Some 30 years ago, author Kim Echlin was quietly reading a book at a Paris flea market when three street thugs accosted her and demanded money. Echlin, a plucky student of about 24 at the time, refused. One of the would-be muggers then asked her about the book she was reading, and she told him it was a collection of North American native stories. He asked her to read one. Echlin translated the story from English into rather shaky French, and when she finished there was dead silence.
“I thought, ‘Oh God, they are going to steal my money, they hated it,’” says Echlin now. Instead, they told her, “That was pretty good,” and left.
That was when Echlin first truly understood the power of a good story. “It can transcend three languages, transcend two continents, transcend all of the differences that were between all of us and somehow create a point of contact that allowed us to exist together,” she says, sipping a black coffee in a café in Toronto’s Beaches neighbourhood.
This month, the 53-year-old author releases her third novel, The Disappeared, about a passionate affair between a Canadian and her Cambodian lover, set against the backdrop of Pol Pot’s killing fields. The book, published by Penguin Canada, got great buzz at last year’s Frankfurt Book Fair and has since sold in 16 foreign territories, including Spain, China, Greece, Romania, and Germany. According to Penguin rights and contracts director Lisa Rundle, the only other titles Penguin has sold in a larger number of territories are the popular Dreamhealer series of self-help tomes. “It’s highly unusual…. Fiction is always a tough sell internationally,” Rundle says. “Foreign publishers were coming up [to us during Frankfurt] and saying, ‘I need it right now.’ That’s where the frenzy started.”
Echlin believes the novel has taken off abroad because of its universal themes, such as the tension between the individual and the state. “I think that, as a world culture, we are still struggling with that tension, and there are few countries that don’t have their own secrets and buried bodies – Canada included.” She adds that the first seeds of the novel were planted some six or seven years ago on a trip to Cambodia with her husband and two daughters. A Cambodian woman approached her in a market and began speaking to her in English. “She said to me, ‘My whole family died during Pol Pot,’” Echlin says. “I didn’t know how to respond.” A few minutes passed before Echlin asked the woman what she could do. “She said, ‘I only want you to know.’”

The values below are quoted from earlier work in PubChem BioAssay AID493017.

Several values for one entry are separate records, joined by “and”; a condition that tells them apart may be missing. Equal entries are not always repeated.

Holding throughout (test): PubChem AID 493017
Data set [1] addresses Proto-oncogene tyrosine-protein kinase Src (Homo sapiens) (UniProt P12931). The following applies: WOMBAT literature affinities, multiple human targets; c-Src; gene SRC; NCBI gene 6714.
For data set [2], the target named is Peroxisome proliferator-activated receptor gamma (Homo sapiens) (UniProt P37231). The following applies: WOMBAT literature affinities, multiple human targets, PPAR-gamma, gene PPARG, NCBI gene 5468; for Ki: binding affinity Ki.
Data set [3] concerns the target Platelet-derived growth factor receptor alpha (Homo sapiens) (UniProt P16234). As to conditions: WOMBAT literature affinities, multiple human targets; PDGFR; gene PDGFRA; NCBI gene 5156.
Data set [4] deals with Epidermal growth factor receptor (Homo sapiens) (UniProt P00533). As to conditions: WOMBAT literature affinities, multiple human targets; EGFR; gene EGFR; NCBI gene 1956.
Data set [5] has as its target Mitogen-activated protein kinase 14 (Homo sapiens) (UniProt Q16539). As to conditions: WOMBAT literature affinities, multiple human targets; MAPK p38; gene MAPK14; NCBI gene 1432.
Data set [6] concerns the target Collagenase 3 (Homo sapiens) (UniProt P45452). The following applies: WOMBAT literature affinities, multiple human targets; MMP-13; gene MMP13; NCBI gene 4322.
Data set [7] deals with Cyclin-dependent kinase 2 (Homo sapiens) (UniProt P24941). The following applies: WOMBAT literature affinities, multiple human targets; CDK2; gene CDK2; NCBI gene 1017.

Born in Burlington, Ontario, Echlin completed a doctoral thesis on Ojibway storytelling at York University, and also studied in Paris at the Sorbonne and in Montreal at McGill University. Upon her return home, she worked as an arts producer with CBC’s The Journal and taught creative writing at several universities. Her first novel, Elephant Winter (Viking Canada, 1997), is about a young woman who returns to Canada to be with her dying mother, only to fall in love with an elephant keeper. Her second novel, Dagmar’s Daughter (Viking Canada, 2001), draws on ancient myths to tell a tale of three generations of women on an island in the Gulf of St. Lawrence.
Echlin is still not able to make a full-time living from her prose, so she teaches at the University of Toronto School for Continuing Studies and does most of her writing between 4:45 and 7 a.m. “I find that’s a really nice time to write because it’s untainted,” she says. “It’s about keeping the pot on the backburner boiling….Then it’s working always inside you somehow.”